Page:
À-La-Carte Cable Is Here, And By “Here” We Mean “Canada”

Last summer, we shared with you the potentially exciting news that regulators in Canada were pushing telecoms there toward offering more à la carte cable options: the wacky concept of letting customers choose and pay for the stations they want. In real life, what that meant was that unbundled cable channels could come to our northern neighbo(u)rs. That reality is now here…sort of.

The Canadian government started gently encouraging telecoms to offer à la carte pricing to customers back in 2011. Industry estimates show that about 70% of cable customers in the province of Quebec have a very basic plan and then add on extra channels that they want. One company, Telus, has actually doubled its customer base since 2011 by marketing its à la carte options.

The cable industry in the United States has a lot to lose if it were to adopt this strategy, and it’s extremely unlikely. One analysis estimates that without forcing people to pay for channels they never watch, the cable industry would lose about half of the entire industry’s revenue. As a whole, cable is worth around $70 billion.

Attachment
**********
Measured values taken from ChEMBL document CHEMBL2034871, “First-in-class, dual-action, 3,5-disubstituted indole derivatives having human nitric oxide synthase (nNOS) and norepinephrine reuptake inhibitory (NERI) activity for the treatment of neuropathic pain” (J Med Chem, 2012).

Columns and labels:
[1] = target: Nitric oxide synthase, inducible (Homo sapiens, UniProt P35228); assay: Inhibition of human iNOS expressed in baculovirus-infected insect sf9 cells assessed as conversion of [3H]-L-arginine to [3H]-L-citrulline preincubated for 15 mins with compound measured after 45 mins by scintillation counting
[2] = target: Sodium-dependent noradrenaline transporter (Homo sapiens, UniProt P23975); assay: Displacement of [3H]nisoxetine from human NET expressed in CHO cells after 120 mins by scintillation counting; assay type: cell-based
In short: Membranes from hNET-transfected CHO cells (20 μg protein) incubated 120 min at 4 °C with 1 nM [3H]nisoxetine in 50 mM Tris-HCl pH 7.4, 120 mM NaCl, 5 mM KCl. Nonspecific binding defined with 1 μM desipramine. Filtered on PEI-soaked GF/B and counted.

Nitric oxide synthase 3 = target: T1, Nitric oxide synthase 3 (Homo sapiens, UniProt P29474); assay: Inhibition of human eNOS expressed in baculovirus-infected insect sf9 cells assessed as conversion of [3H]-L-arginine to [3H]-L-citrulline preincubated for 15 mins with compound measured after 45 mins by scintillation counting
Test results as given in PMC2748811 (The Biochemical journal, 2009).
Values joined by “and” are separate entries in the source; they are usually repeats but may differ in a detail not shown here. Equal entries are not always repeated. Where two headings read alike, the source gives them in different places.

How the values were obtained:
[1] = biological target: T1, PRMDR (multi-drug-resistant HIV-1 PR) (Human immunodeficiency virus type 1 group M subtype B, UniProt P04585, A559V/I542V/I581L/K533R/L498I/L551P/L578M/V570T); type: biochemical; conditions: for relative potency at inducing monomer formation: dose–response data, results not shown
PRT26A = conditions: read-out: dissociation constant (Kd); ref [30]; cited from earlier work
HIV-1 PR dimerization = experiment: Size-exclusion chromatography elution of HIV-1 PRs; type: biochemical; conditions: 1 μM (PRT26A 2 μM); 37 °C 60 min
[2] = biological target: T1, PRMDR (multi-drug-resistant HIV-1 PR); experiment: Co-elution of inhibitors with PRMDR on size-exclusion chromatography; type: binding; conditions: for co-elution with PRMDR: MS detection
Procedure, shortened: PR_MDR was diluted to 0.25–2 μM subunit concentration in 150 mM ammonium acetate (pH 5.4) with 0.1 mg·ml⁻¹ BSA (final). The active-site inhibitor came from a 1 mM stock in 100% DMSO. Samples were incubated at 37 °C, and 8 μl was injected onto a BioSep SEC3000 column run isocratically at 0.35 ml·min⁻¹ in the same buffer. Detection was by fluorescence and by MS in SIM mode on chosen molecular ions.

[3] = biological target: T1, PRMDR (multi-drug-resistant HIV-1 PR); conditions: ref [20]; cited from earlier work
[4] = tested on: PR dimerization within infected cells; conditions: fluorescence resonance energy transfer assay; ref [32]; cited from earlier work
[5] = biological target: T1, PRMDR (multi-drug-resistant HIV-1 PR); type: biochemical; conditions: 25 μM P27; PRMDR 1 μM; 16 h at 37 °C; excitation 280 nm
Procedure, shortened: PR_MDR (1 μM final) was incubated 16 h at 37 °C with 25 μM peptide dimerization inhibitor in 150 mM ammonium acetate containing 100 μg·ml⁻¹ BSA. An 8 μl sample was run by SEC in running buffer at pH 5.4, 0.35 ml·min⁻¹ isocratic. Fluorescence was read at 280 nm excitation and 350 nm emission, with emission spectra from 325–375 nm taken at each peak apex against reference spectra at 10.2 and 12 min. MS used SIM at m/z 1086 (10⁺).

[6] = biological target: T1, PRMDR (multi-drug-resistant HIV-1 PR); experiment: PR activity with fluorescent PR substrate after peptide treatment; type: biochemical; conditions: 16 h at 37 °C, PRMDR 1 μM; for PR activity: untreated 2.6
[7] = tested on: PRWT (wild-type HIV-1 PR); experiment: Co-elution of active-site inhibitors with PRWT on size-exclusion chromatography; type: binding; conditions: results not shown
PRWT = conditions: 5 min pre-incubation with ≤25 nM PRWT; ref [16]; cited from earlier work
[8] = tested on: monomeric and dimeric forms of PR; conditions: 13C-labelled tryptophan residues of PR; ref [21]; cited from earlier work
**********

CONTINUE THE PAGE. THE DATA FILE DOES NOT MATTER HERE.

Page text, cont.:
If Internet-savvy consumers conclude that they don’t need cable in the first place, telecoms can still extract more money from à la carte customers than they can from Internet-only customers.

Meanwhile, it’s a nice study in contrasts: the Canadian Interior Minister announced on TV that providers will be required to offer unbundled TV service, while U.S. Senator John McCain (R-AZ) has sponsored an un-bundling bill that has almost no chance of passing.

Cable TV firms face pick-and-pay law [Globe and Mail]
Cable TV Companies Forced to Unbundle in Canada [Bloomberg]

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